This is the pattern used for verbs with a long i and using this rule to conjugate these verbs should take you quite far.
2. Verbs That Have A Short i In The Infinitive, Imperative And Present Form
Verbs that have a short i in the infinitive, imperative and present form, for example, binda (tie), springa (run), vinna (win) and dricka (drink), will get an a in the preterite/past form and a short u in the supine form.
Here are a few examples:
Just as for the first pattern, the infinitive, imperative and present form follow the same rules. The a is removed in the imperative form and er is added in the present form.
The difference is in the preterite/past and supine form. When conjugating the preterite/past form, you can use the imperative form as a guide, as you did for the previous pattern. But instead of adding a long e, you add an a in this pattern.
For the supine form, you should add the suffix it, as you would to the previous pattern’s supine form, but here you also have to change the short i to a u.
3. Verbs That Have A Short j And Long u In The Infinitive, Imperative And Present
The next verb pattern is for verbs that have a short j combined with a long u in the infinitive, imperative and present form. Some verbs that follow this pattern are bjuda (offer/treat), njuta (enjoy), ljuga (lie) and gjuta (cast/mould).
These verbs get a long ö in the preterite/past form and keep the letters in the supine form.
A few examples:
* Note that j is removed because you can never have a j between a g and an ö in Swedish
The infinitive form ends with an a, just like the two previous patterns. In the imperative form that a is removed and in the present form er is added.
The short j and long u are also kept in the supine form and here just the suffix it is added.
The only form that changes a vowel in this pattern is the preterite/past form where the u is changed to an ö. Just remember to use the imperative form to create this form and not the infinitive form.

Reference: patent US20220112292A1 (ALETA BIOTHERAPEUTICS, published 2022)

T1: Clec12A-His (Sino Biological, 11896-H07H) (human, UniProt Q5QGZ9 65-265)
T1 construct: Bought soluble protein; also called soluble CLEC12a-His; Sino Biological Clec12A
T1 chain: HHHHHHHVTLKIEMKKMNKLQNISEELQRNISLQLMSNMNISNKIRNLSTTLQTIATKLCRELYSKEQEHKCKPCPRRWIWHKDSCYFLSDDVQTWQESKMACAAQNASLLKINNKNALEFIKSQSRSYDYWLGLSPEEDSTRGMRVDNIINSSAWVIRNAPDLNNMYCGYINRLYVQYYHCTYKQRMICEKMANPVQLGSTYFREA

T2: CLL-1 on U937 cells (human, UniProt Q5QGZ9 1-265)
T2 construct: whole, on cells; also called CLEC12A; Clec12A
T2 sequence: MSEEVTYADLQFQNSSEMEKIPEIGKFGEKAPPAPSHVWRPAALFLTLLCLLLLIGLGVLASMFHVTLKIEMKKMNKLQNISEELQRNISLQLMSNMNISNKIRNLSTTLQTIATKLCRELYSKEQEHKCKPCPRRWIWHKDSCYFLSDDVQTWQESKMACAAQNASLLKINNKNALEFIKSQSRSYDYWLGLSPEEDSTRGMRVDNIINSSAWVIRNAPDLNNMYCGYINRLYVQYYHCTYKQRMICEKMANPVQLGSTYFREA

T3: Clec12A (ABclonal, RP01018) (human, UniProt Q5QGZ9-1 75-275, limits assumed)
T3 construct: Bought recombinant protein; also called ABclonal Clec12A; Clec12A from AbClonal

Another thing to keep in mind are verbs that have a long u, but not a j before it. They should also be conjugated according to this pattern.
One example is sluta (seal) (not to be confused with the other verb sluta which means stop) that should be conjugated in the following way:
The pattern is the same as the one used above and u is changed to ö in the preterite/past form.
Stop, you might say! Isn’t sluta the verb “stop” that is supposed to be in the first verb group? And that is absolutely correct, you know your Swedish verb groups well!
Here comes the funny thing: the verb sluta has two meanings in Swedish.
One of the meanings is “stop”, “leave” or “quit” and the other meaning is “seal” (not the animal seal, but to fasten or close something securely, like an envelope). And these two meanings are conjugated in two different ways.
If sluta means “stop” it should be conjugated according to the rules of verb group 1. But if it means “seal” it should be conjugated according to the pattern that I showed above. Tricky? That’s Swedish nuances for you.
So how can you tell the difference between these two and conjugate them in the right way? Well, there isn’t a way really – the meaning of the word depends on the context and when you have the context you can deduct the meaning.
And when you have the meaning you can use either of the two conjugation patterns to conjugate the verb correctly.